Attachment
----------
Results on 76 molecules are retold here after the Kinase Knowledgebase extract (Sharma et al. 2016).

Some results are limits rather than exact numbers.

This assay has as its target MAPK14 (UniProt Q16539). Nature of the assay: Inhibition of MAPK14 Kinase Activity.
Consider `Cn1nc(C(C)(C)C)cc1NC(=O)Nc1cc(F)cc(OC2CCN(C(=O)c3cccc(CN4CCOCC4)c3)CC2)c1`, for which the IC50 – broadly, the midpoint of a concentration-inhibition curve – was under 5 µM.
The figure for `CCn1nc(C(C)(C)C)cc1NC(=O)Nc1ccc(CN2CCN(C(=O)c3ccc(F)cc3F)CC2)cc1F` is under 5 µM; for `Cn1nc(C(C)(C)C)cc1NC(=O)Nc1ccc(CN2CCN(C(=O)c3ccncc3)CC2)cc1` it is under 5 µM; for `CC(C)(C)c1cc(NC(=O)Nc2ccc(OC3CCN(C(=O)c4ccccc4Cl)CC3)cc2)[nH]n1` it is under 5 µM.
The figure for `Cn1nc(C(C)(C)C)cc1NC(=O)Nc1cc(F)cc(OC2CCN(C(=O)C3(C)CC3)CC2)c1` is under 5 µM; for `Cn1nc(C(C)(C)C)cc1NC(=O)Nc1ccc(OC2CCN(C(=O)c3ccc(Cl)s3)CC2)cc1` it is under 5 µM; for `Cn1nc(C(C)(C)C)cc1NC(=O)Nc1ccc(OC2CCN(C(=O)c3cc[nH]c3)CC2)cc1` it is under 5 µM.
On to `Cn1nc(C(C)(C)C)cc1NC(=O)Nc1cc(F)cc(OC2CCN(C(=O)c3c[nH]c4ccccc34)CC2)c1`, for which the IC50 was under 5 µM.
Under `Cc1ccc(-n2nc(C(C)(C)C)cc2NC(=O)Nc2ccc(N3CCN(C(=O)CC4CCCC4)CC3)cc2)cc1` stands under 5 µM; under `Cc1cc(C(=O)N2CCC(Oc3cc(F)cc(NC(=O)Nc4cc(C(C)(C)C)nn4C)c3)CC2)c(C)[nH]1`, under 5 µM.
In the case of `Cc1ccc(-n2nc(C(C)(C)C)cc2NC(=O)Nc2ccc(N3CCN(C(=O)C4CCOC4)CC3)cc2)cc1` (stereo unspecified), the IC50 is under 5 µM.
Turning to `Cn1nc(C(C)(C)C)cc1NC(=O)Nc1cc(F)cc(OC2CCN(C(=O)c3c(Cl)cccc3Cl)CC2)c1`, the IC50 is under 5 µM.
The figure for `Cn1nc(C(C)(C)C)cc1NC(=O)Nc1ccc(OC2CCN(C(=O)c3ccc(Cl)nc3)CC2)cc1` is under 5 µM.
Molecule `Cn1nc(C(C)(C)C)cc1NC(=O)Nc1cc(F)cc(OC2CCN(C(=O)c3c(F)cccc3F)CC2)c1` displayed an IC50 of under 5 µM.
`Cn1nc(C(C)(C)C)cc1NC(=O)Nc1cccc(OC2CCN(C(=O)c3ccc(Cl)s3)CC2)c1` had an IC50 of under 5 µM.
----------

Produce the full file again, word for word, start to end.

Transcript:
Results on 76 molecules are retold here after the Kinase Knowledgebase extract (Sharma et al. 2016).

Some results are limits rather than exact numbers.

This assay has as its target MAPK14 (UniProt Q16539). Nature of the assay: Inhibition of MAPK14 Kinase Activity.
Consider `Cn1nc(C(C)(C)C)cc1NC(=O)Nc1cc(F)cc(OC2CCN(C(=O)c3cccc(CN4CCOCC4)c3)CC2)c1`, for which the IC50 – broadly, the midpoint of a concentration-inhibition curve – was under 5 µM.
The figure for `CCn1nc(C(C)(C)C)cc1NC(=O)Nc1ccc(CN2CCN(C(=O)c3ccc(F)cc3F)CC2)cc1F` is under 5 µM; for `Cn1nc(C(C)(C)C)cc1NC(=O)Nc1ccc(CN2CCN(C(=O)c3ccncc3)CC2)cc1` it is under 5 µM; for `CC(C)(C)c1cc(NC(=O)Nc2ccc(OC3CCN(C(=O)c4ccccc4Cl)CC3)cc2)[nH]n1` it is under 5 µM.
The figure for `Cn1nc(C(C)(C)C)cc1NC(=O)Nc1cc(F)cc(OC2CCN(C(=O)C3(C)CC3)CC2)c1` is under 5 µM; for `Cn1nc(C(C)(C)C)cc1NC(=O)Nc1ccc(OC2CCN(C(=O)c3ccc(Cl)s3)CC2)cc1` it is under 5 µM; for `Cn1nc(C(C)(C)C)cc1NC(=O)Nc1ccc(OC2CCN(C(=O)c3cc[nH]c3)CC2)cc1` it is under 5 µM.
On to `Cn1nc(C(C)(C)C)cc1NC(=O)Nc1cc(F)cc(OC2CCN(C(=O)c3c[nH]c4ccccc34)CC2)c1`, for which the IC50 was under 5 µM.
Under `Cc1ccc(-n2nc(C(C)(C)C)cc2NC(=O)Nc2ccc(N3CCN(C(=O)CC4CCCC4)CC3)cc2)cc1` stands under 5 µM; under `Cc1cc(C(=O)N2CCC(Oc3cc(F)cc(NC(=O)Nc4cc(C(C)(C)C)nn4C)c3)CC2)c(C)[nH]1`, under 5 µM.
In the case of `Cc1ccc(-n2nc(C(C)(C)C)cc2NC(=O)Nc2ccc(N3CCN(C(=O)C4CCOC4)CC3)cc2)cc1` (stereo unspecified), the IC50 is under 5 µM.
Turning to `Cn1nc(C(C)(C)C)cc1NC(=O)Nc1cc(F)cc(OC2CCN(C(=O)c3c(Cl)cccc3Cl)CC2)c1`, the IC50 is under 5 µM.
The figure for `Cn1nc(C(C)(C)C)cc1NC(=O)Nc1ccc(OC2CCN(C(=O)c3ccc(Cl)nc3)CC2)cc1` is under 5 µM.
Molecule `Cn1nc(C(C)(C)C)cc1NC(=O)Nc1cc(F)cc(OC2CCN(C(=O)c3c(F)cccc3F)CC2)c1` displayed an IC50 of under 5 µM.
`Cn1nc(C(C)(C)C)cc1NC(=O)Nc1cccc(OC2CCN(C(=O)c3ccc(Cl)s3)CC2)c1` had an IC50 of under 5 µM.